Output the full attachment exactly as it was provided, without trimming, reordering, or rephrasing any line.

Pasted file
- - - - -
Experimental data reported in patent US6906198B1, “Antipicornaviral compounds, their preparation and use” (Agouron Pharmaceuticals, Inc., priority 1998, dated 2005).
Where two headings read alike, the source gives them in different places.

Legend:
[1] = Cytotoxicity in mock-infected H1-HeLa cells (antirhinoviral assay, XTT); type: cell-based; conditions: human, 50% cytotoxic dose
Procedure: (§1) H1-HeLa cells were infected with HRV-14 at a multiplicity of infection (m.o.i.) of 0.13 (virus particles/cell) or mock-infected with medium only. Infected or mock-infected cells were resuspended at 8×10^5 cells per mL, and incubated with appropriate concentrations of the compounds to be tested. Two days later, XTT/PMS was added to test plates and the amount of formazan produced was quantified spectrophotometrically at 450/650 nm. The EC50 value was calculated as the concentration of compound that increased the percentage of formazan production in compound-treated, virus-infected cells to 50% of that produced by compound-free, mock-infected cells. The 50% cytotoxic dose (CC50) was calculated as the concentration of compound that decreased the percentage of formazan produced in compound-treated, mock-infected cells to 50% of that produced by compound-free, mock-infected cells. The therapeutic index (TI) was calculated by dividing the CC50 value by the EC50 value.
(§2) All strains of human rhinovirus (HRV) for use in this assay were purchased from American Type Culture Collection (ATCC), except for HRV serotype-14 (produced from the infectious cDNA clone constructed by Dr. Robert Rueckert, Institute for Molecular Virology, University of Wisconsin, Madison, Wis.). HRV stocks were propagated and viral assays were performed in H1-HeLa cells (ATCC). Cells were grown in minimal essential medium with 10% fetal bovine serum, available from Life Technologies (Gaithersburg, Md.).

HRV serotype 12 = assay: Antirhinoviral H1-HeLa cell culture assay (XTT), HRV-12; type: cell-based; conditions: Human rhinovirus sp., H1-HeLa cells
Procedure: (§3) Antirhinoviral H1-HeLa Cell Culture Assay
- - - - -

Experimental data reported in patent US6906198B1, “Antipicornaviral compounds, their preparation and use” (Agouron Pharmaceuticals, Inc., priority 1998, dated 2005).
Where two headings read alike, the source gives them in different places.

Legend:
[1] = Cytotoxicity in mock-infected H1-HeLa cells (antirhinoviral assay, XTT); type: cell-based; conditions: human, 50% cytotoxic dose
Procedure: (§1) H1-HeLa cells were infected with HRV-14 at a multiplicity of infection (m.o.i.) of 0.13 (virus particles/cell) or mock-infected with medium only. Infected or mock-infected cells were resuspended at 8×10^5 cells per mL, and incubated with appropriate concentrations of the compounds to be tested. Two days later, XTT/PMS was added to test plates and the amount of formazan produced was quantified spectrophotometrically at 450/650 nm. The EC50 value was calculated as the concentration of compound that increased the percentage of formazan production in compound-treated, virus-infected cells to 50% of that produced by compound-free, mock-infected cells. The 50% cytotoxic dose (CC50) was calculated as the concentration of compound that decreased the percentage of formazan produced in compound-treated, mock-infected cells to 50% of that produced by compound-free, mock-infected cells. The therapeutic index (TI) was calculated by dividing the CC50 value by the EC50 value.
(§2) All strains of human rhinovirus (HRV) for use in this assay were purchased from American Type Culture Collection (ATCC), except for HRV serotype-14 (produced from the infectious cDNA clone constructed by Dr. Robert Rueckert, Institute for Molecular Virology, University of Wisconsin, Madison, Wis.). HRV stocks were propagated and viral assays were performed in H1-HeLa cells (ATCC). Cells were grown in minimal essential medium with 10% fetal bovine serum, available from Life Technologies (Gaithersburg, Md.).

HRV serotype 12 = assay: Antirhinoviral H1-HeLa cell culture assay (XTT), HRV-12; type: cell-based; conditions: Human rhinovirus sp., H1-HeLa cells
Procedure: (§3) Antirhinoviral H1-HeLa Cell Culture Assay